Cremation workers continue their struggle
Meenakshi never chose the life of a cremation worker. Her husband was born into the job due to his caste and when he died 25 years ago, the responsibility for cremation work in her village and surrounding area fell to Meenakshi and her brother.
“When we are doing cremation work we are facing so much trouble. We are ill-treated, during the cremation work sometimes people used to hit my brother. Also, it is not easy to burn the body, we always have to supervise it, have to keep getting logs again and again just to keep it going. So we wish we could do some other occupation, but we do this cremation work and we don’t have any other options.”
Hopeful for a better life and more respect from people living in her community, Meenakshi joined the Mayana Vettiyangal Sangam (Cremation Workers Union) when it was established by UnionAID’s partner, the Tamil Nadu Labour Union (TNLU), ten years ago. Since then she has learnt about her rights as a worker and been elected as one of the union’s leaders, responsible for taking their demands to the highest levels of government in Tamil Nadu.
“I felt so happy and so proud that I could represent the cremation workers. After we went and gave our requests to the government, we were registered as a union and issued ID cards as cremation workers, this was the first step. The next thing was that we got these basic facilities, a water tank, shelter over the cremation site and a pathway through the grass so we are safe from snakes.”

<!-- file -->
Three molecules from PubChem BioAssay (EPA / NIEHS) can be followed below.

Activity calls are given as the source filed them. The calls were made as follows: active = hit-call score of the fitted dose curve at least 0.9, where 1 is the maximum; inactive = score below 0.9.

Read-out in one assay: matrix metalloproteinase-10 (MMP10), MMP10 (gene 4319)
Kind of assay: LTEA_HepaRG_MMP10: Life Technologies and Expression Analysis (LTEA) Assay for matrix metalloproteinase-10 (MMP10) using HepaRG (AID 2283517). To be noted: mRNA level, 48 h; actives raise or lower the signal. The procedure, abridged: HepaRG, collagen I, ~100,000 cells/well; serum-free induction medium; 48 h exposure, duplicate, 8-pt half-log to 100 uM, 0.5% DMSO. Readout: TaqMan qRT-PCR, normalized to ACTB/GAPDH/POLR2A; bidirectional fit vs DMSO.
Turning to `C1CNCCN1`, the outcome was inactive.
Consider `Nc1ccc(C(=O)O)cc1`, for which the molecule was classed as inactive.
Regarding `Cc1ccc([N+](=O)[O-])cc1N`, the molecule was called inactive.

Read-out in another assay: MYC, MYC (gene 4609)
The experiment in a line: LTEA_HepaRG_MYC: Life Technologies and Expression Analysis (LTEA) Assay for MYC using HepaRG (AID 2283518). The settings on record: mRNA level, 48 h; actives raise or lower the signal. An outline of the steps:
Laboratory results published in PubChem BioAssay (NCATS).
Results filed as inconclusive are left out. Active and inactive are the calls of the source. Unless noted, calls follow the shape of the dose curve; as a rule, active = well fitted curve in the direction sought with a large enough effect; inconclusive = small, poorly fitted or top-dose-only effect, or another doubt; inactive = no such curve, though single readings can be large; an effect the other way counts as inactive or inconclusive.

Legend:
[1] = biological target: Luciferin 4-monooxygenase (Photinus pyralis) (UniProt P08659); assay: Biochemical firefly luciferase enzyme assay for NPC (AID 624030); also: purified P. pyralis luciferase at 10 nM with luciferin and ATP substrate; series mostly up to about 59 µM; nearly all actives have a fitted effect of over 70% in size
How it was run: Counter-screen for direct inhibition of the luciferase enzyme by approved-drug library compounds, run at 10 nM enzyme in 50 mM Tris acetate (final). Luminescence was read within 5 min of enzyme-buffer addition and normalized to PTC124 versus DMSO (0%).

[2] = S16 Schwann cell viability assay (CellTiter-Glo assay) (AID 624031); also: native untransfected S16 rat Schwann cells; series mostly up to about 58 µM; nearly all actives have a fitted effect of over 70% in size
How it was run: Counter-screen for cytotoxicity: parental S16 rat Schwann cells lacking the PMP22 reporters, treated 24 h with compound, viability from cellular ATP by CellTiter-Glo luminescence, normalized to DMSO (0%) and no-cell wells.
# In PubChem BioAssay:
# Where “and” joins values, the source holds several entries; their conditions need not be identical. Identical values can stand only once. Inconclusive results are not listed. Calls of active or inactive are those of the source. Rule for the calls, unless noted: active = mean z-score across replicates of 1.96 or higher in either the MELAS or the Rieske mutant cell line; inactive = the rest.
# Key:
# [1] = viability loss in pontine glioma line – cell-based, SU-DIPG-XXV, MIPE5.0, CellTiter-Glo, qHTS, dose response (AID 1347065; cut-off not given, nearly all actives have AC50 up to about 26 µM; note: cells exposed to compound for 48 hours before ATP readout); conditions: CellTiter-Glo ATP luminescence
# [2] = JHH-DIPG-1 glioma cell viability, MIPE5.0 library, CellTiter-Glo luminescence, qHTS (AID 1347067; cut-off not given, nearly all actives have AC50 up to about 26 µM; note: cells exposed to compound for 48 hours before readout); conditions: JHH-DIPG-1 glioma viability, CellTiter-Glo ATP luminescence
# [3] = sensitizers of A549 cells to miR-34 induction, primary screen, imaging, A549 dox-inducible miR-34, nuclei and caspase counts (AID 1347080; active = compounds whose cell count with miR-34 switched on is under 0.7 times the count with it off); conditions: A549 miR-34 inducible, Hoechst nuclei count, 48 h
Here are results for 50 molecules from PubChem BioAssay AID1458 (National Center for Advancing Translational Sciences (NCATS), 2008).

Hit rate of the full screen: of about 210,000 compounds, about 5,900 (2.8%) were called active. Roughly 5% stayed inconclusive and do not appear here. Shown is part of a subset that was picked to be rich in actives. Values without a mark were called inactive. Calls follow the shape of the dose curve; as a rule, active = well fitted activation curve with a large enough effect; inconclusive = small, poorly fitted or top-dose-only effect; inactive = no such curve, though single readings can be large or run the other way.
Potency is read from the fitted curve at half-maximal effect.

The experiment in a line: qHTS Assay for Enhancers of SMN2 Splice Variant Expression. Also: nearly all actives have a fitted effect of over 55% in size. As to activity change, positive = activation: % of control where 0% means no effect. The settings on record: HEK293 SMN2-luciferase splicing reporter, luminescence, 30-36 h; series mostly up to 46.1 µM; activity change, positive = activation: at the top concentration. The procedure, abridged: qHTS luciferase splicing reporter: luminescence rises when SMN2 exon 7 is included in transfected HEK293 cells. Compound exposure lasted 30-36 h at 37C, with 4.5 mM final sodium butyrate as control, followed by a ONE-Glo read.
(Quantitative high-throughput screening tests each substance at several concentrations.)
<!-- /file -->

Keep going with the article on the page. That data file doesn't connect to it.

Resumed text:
While the union has helped Meenakshi and thousands of other cremation workers gain better facilities, have their legal rights as workers recognised and, in some cases, increase their income through bargaining, there remains much more to do.
The pay for many cremation workers, particularly those in rural areas, remains extremely low, in some cases as little as NZ$1.50 for the 24 hours it takes to perform the cremation. Furthermore, few of the rural cremation workers have access to adequate social benefits such as free healthcare, subsidised housing or grants to help with their children’s education.
Over the next three years UnionAID and the TNLU will be supporting the Mayana Vettiyangal Sangam to strengthen its advocacy on behalf of cremation workers. This will include training on labour rights, leadership and gender equality for members as well as a campaign for the government to establish a welfare board to provide social benefits to cremation workers, particularly in rural areas. As Meenakshi and others know it is not easy to tackle deeply rooted caste based discrimination. But by working in union they have already achieved some important changes and, with the renewed support of UnionAID and the TNLU they hope to achieve the decent work and dignity they deserve.